I am feeling it. I should rest. But tomorrow morning the surfing might be on RIGHT HERE in Arch Cape. South winds are gently blowing, or not blowing. Wind chop is lessening on the sea — or was, before it got dark. I can only hope that conditions continue to remain calm. The swell is dying down even more for tomorrow. There might be some mellow riding to be had here. I can’t miss that can I?
Friday morning I went out into the gray drizzle around Green Lake and did a brief warm-up and work out.
Light running, karaoke, suicide sprinting down the lines of a soccer field. Stretches. 10 squats, 10 elevated feet push-ups, 10 kipping ring pull-ups.
The green lake bleachers; satellite map by Google
5 rounds of:
10 burpees as fast as possible followed immediately by
1 sprint up to the top of the Green Lake Boathouse Bleachers (click for a map). Rest as needed between rounds.
I did the burpees on a wet floating dock, it bounced while I did them. I did them full out flying flat into the ground each rep, and when I dropped down on number ten I took off up the bank, climbed or jumped onto the first (35 inch) step, and then sprinted up the 22 or so 16 inch steps to the top.
At the top I nursed my racing pulse and breath… this little WOD left me feeling out of shape! It’s a good one. It was an experiment, and I didn’t bring my watch, so I’m not sure how long it took. Next time I’ll time it. Plenty of guys would not have rested on this workout, but I wanted to really blast each set. Each set was an all out sprint, leaving me collapsing at the end, so, that was pretty fun.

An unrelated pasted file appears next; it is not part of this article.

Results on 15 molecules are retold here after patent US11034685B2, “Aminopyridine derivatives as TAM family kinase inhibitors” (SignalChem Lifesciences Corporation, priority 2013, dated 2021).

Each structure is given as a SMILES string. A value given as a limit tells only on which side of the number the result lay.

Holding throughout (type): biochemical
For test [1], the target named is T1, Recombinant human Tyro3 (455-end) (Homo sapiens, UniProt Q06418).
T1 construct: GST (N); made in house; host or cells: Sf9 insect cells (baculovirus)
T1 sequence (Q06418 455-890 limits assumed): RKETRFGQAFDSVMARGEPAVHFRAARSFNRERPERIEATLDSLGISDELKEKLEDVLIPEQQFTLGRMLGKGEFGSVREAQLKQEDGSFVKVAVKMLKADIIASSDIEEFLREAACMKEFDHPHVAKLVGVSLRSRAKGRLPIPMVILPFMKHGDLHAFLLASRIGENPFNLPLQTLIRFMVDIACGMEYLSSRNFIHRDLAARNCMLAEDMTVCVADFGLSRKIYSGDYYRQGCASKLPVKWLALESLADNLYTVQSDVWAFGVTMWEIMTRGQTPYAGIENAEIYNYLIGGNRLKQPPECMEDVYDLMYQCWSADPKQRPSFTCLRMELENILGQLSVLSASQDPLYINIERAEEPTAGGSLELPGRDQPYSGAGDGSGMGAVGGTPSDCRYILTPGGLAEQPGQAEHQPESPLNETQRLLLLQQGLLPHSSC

I felt too winded and weak, something seemed wrong. Though my wife pointed out I was still recovering from Giardia and Flagil (I’d stopped taking it on Thursday). Feeling so winded became another good reason why I ran the next day, Saturday. Time for wind training!
Jump rope, minutes, including double under practice. Shoulder dislocates. Overhead squats with 45 lb bar (10). Broomstick shoulder press. Broomstick deadlifts.
5/3/1 Phase II (70/80/90). Base weight: 112.5
Result: 80 x 3 / 90 x 3 / 100 x 13
This was ok. In retrospect, 13 reps at 100 seems like a pretty good accomplishment for me, considering where I’ve come from, my age, etc. But looking more at the present moment, my self image, and my desires for where I want to be, strength wise… I wanted those fourteenth and fifteenth reps. But the thirteenth was near failure. So, I did what I could.
5/3/1 Phase II (70/80/90). Base weight: 292.5
Result: 205 x 3 / 235 x 3 / 265 x 6
These sucked REALLY BAD. I had a carb binge last night, leaving me hung over today. Stupid! Blame the beach and the surfing, which creates a sense of hunger, like the body really needs a bunch more calories. The problem is it’s probably not true, all things considered. Then this morning I had coffee, a starch and carb heavy breakfast, including some dairy, and THEN I took my Flagil. Was still drinking coffee as I began my lifting. During the deadlifts, as I got set and began the lift, my stomach was pushing acid up my esophagus. It felt like I would puke. I could barely squeeze out six reps on the max reps set. I certainly wasn’t going to get the seventh without puking.